I MARRIED A WITCH
I Married a Witch still holds up beautifully (if a little spottily in the technical effects department). While the humour of many of these comedies often seems corny today, I Married a Witch has lost none of its sly whimsicality. Rene Clair tosses in perfectly charming throwaway gags broomsticks moving of their own accord, Veronica Lake casually sliding up the banisters or sitting nonchalantly unconcerned in the middle of a burning hotel room. The films greatest joy is the marvelously coy, kittenish performance from Veronica Lake. She was a popular star of the era, delivering radiant performances in films like I Wanted Wings (1941), Sullivans Travels (1941) and This Gun for Hire (1942). In most of the parts Lake was cast in, she was the romantic interest, subordinate to the male star of the show. No film ever allowed her to show off with such sexy pixieishness as I Married a Witch did. It is a role that she was born to play and she does so sublimely with a range of capricious expressions that suggest both mischief and innocence at the same time. In one of the most charming scenes, Frederic March asks her to return the coat he lends her to the nearest police station whereupon she throws it out the window at two passing cops and departs in the taxi naked.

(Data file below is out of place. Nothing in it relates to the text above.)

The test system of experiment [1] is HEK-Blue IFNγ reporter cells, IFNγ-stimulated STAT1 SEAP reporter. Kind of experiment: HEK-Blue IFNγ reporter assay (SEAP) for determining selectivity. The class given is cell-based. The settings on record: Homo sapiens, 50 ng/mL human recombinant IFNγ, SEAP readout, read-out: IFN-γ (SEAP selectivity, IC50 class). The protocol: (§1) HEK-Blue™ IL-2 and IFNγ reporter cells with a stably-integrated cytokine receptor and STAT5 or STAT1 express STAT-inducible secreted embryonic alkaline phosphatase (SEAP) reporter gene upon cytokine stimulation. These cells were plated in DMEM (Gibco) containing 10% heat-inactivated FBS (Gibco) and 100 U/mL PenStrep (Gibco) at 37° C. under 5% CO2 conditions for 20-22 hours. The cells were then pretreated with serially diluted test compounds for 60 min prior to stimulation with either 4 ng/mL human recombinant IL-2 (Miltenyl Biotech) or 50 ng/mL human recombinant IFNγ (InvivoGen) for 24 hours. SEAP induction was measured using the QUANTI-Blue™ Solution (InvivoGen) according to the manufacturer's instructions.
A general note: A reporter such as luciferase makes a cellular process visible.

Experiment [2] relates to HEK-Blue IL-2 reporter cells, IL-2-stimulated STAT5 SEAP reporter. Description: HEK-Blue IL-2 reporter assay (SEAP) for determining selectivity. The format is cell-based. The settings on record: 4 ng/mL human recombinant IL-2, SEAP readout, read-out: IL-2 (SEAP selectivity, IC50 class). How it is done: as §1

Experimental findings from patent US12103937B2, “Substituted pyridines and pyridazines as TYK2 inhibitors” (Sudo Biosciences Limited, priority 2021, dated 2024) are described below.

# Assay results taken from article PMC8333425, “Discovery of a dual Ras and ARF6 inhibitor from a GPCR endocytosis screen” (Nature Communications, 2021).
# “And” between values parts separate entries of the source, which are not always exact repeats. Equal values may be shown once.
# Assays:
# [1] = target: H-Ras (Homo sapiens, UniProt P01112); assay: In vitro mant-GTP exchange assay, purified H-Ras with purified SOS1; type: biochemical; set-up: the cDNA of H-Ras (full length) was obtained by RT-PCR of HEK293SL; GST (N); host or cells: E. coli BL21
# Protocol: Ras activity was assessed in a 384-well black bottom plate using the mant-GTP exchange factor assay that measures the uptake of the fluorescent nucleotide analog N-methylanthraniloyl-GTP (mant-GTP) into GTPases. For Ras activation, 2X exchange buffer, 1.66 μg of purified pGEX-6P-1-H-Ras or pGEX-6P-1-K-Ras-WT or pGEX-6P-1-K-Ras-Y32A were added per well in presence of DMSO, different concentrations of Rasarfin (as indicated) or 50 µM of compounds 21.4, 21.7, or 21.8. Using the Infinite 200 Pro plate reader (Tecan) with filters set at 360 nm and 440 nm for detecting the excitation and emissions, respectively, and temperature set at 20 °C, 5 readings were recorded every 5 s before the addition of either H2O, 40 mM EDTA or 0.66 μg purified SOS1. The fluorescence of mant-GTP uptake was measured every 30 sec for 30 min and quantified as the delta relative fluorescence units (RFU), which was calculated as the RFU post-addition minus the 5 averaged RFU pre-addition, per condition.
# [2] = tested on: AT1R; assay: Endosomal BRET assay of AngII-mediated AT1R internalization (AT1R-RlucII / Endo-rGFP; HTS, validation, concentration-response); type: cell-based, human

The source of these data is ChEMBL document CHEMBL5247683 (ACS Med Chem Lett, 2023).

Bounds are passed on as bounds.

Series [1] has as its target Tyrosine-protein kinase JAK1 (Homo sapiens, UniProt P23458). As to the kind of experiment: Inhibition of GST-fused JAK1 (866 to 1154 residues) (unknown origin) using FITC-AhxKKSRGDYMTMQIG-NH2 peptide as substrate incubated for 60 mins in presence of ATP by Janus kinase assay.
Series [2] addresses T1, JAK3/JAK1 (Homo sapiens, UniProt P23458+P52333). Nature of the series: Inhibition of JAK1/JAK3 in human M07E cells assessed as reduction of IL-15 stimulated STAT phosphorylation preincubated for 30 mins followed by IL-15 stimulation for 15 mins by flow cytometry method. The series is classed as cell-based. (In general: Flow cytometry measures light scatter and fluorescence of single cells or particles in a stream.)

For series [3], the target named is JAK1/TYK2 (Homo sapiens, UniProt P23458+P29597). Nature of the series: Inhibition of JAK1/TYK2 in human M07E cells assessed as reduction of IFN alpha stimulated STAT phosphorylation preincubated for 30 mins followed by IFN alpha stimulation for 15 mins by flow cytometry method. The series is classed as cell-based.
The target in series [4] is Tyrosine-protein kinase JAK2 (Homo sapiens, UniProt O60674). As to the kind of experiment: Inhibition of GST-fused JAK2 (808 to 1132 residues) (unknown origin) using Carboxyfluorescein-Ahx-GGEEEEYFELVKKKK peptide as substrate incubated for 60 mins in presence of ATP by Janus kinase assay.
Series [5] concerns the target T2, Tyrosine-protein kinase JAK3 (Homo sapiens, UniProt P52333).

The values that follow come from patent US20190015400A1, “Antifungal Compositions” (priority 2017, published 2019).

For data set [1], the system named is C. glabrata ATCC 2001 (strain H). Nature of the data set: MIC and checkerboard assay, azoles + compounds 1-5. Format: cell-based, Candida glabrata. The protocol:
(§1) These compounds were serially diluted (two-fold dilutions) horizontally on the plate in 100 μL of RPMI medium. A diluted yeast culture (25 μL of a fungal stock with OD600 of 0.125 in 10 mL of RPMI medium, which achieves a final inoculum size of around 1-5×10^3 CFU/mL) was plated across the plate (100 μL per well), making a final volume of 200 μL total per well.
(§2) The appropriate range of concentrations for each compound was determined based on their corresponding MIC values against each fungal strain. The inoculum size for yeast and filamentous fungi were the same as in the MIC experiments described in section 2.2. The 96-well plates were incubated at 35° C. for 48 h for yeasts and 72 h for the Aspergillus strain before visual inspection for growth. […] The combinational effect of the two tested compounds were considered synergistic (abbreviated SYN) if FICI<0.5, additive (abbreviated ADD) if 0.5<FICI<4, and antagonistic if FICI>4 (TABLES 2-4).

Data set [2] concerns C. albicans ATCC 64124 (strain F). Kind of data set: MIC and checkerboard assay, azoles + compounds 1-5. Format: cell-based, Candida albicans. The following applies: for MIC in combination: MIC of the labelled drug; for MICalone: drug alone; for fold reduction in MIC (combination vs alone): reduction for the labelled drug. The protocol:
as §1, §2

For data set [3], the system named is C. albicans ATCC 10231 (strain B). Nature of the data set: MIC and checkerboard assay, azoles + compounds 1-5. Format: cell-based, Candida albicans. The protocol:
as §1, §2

Frederic March does a fine job of playing in essence the straight man to Veronica Lake. The volleying of dialogue in the scenes between the two of them is a wholehearted delight. There is also a great performance from Cecil Kellaway. Kellaway was one of the great underrated comedy actors (as opposed to comics) of the era and he has marvellous fun, cackling away with wicked glee as Veronica Lakes father.
I Married a Witch served as inspiration for a number of other works, in particular Bell Book and Candle (1958) and tvs Bewitched (1964-72) and to a lesser extent Practical Magic (1998), which all played comedic variations on the witch in love theme as seen here. These films carry an underlying sexism in the repeated theme of the witch having to sacrifice her powers in order to accept love and eventually surrender to marriage.
Rene Clairs other genre films were the surrealist silent films Entracte (1924) and The Imaginary Voyage (1925); the silent sf film Paris Qui Dort (The Crazy Ray) (1925) about Paris frozen in time; the ghost comedy The Ghost Goes West (1936); It Happened Tomorrow (1944) about a man who can read tomorrows headlines; Beauty and the Devil (1950), a retelling of the Faust story; and Beauties of the Night (1952) a charming fantasy about a daydreamer.